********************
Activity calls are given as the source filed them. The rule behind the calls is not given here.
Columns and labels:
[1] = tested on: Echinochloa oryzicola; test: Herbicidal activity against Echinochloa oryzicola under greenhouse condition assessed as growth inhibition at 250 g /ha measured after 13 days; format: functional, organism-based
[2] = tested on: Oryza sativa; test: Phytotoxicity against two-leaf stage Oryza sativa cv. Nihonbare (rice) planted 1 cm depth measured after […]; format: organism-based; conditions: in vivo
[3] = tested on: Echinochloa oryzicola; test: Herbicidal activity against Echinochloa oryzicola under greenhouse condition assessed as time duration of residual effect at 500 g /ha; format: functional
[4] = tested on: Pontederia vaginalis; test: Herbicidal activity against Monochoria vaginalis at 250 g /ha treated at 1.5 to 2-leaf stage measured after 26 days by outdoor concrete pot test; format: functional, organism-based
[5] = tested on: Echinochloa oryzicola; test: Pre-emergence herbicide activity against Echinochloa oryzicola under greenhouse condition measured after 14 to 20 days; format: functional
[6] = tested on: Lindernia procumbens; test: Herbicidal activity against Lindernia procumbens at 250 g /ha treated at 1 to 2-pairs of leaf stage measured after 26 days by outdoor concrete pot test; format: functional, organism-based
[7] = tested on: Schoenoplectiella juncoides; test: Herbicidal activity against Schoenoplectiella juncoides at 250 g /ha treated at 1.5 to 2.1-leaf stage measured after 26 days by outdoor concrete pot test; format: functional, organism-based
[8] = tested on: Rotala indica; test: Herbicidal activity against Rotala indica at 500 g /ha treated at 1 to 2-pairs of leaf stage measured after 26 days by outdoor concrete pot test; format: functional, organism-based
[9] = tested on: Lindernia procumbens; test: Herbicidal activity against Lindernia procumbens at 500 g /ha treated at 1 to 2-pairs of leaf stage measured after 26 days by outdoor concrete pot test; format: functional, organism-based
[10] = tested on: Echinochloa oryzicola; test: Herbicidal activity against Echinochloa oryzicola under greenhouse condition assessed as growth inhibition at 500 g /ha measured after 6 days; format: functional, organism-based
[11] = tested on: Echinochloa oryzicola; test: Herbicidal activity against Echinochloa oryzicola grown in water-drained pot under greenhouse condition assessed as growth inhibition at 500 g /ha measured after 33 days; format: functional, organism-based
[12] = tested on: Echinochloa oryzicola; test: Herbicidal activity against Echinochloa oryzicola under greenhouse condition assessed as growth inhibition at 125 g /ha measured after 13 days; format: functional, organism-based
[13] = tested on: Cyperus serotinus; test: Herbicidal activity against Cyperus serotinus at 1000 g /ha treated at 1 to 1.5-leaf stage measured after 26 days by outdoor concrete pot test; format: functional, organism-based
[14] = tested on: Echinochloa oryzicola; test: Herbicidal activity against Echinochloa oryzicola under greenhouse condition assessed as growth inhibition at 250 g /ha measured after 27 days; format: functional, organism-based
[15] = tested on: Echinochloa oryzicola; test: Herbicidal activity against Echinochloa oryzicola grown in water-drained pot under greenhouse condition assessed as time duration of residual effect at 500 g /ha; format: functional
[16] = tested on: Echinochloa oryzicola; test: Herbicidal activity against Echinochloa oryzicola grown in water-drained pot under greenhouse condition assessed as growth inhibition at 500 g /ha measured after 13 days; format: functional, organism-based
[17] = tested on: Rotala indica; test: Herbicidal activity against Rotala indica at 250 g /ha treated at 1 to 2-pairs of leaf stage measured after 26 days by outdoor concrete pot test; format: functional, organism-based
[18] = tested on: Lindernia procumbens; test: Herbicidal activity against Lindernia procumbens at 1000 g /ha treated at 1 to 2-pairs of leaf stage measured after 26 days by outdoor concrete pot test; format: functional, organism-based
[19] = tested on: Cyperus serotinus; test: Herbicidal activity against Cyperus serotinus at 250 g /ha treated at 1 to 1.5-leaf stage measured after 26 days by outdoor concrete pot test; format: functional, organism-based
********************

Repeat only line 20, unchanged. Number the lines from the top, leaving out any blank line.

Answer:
[18] = tested on: Lindernia procumbens; test: Herbicidal activity against Lindernia procumbens at 1000 g /ha treated at 1 to 2-pairs of leaf stage measured after 26 days by outdoor concrete pot test; format: functional, organism-based